Carbs: -
    http://nutritiondata.self.com/ 100g:
    calories: 534
    Protein: 18.3
    Fat: 42.2
    Carbs: 28.9

    As you can see, the difference in numbers is huge. And this is just one example. There are many products with such differences. So… which source to trust???
    Can you give some advice on this matter?
    Thank you in advance!
    Kristine

  • kim

    i like this..its real helpful and for the first time, im making a conscious decision on my food portions and calculations ;)

  • Marie23

    This is so insightful. I have a question though. I’m what you would call a “food addict” and I’m in a 12 step program that weighs and measures our food. I’ve been counting calories through an app for over a month now and I find that it’s driving me nuts and I’m trying to control every single thing that goes in my body. I feel guilty when I go over my allowance and it fuels the “control” and same cycle ive been in my whole life.

    On the other hand I agree 1000% with not guessing it and knowing where you stand in order to know where you have to go.

    For someone like me, with an addictive personality, or food “addiction’, what would you recommend? I can’t seem to combine intuitive eating with counting calories. It’s all or nothing for me….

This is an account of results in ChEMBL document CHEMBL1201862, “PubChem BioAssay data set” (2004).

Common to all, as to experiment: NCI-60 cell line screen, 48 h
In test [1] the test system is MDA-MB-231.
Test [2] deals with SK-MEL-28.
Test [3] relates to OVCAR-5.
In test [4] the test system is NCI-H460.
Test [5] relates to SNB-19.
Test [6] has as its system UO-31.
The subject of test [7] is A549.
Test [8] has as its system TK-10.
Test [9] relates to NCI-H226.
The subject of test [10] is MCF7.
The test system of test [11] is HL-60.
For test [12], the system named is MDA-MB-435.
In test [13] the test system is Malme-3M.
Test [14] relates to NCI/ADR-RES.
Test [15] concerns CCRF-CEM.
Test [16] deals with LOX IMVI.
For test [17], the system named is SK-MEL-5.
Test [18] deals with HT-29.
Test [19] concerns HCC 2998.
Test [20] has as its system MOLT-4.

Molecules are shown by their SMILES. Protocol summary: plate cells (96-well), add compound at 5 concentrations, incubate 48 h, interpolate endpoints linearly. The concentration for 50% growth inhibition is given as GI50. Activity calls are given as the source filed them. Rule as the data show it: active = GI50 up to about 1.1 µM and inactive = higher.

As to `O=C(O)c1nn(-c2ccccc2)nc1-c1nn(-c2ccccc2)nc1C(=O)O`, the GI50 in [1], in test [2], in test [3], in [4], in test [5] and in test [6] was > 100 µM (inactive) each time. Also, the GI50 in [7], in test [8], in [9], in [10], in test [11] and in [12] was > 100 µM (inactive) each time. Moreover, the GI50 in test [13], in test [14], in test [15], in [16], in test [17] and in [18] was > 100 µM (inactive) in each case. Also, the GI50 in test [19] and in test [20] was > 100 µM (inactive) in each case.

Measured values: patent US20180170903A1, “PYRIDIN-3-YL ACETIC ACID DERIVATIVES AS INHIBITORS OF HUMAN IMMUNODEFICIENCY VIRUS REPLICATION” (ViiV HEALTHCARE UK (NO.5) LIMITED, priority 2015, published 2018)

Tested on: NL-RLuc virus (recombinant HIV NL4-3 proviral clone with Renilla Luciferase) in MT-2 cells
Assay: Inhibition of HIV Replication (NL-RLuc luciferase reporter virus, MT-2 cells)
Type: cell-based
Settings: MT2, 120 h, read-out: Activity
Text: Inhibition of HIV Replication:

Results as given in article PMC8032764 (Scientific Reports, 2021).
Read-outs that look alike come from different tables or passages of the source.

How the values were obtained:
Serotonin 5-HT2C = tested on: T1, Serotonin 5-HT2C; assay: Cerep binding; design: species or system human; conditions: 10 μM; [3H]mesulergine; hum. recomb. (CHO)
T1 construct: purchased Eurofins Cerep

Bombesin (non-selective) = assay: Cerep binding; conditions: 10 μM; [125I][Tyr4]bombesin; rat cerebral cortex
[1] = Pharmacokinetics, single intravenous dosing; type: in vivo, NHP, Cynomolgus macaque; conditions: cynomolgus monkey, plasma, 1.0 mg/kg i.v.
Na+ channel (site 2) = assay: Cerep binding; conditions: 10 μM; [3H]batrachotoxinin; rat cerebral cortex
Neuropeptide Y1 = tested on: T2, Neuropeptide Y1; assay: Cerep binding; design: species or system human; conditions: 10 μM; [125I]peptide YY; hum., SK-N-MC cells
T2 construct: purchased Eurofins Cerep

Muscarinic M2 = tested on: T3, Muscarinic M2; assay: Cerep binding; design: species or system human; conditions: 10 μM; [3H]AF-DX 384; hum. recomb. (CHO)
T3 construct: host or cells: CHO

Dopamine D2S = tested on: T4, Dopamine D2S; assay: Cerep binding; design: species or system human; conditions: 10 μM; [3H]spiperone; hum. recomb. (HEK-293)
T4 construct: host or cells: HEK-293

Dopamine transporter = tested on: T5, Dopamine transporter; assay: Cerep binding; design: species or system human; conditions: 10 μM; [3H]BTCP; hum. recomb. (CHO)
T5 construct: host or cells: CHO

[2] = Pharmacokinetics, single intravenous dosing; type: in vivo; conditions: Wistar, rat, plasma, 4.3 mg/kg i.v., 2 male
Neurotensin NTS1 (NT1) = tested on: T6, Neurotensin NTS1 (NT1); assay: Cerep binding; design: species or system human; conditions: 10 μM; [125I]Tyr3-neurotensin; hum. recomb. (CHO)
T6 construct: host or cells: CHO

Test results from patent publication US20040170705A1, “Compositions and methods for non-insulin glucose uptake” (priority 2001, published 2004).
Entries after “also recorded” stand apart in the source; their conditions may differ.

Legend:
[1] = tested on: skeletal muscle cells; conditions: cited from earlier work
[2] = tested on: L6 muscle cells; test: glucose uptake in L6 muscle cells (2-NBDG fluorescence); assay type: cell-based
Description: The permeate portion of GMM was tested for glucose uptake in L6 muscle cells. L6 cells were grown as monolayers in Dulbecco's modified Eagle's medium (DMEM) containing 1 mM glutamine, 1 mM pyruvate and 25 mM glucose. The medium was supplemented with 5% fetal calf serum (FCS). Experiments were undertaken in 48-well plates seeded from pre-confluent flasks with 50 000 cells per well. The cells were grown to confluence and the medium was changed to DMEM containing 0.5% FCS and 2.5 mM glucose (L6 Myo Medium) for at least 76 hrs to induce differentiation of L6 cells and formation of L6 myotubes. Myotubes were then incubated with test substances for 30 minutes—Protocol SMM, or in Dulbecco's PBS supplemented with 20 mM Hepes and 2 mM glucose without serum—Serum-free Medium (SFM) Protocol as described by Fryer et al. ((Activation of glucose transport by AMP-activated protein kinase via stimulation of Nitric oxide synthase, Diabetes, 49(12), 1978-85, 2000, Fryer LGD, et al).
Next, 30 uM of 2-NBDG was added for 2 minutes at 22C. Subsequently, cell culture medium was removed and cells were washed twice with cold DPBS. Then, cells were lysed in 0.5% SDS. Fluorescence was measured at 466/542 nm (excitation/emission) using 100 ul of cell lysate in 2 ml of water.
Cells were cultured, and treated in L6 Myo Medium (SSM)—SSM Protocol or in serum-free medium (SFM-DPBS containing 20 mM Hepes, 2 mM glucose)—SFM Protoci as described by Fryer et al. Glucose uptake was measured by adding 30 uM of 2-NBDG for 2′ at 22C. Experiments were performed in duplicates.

Some support would be amazing. Tired of living in my head about this!

  • Dear Tom, Thank you for your knowledge and honesty and exposing the truth about all these scams and frauds that people fall into. I have been following you for a few years now and other than perhaps some of my favorite doctor guru’s out there, your information is equivalent and up to par with their information. I have relied on your expert advice on nutrition and fitness for some time and I continue to do so. I have never tried Acai berries only because when something sounds to good to be true, it is usually so. I buy organic and local when possible, food doesn’t is often more nutritious than having to travel to get there and I thank you again for making our audience aware being scammed. Sincerely, Noreen Wilkins

  • I’m a huge proponent of the meal plan strategy. Calorie counting is extremely educational. Using a meal plan is proactive and sets you up for success. Whenever I mention it to people they look at me sideways, but it makes the food piece really easy. I cook for the week on Sundays according to my plan. It doesn’t take long at all. I eat the same thing every day, which is boring to most people but efficient for me. This approach eliminates factors that usually play into other people’s decision making about food, like willpower and finding time to cook. I’m glad to hear that someone else advocates this approach!

  • Joyce

    I have used the calorie count method along with exercise and it works! Once you get your favorite foods/meals set up it doesn’t take too much effort. I lost 100lb doing this and now that I’m maintaining I still use it on occasion if I find myself getting off track. I’ve maintained my weight loss this way for about 7 years now.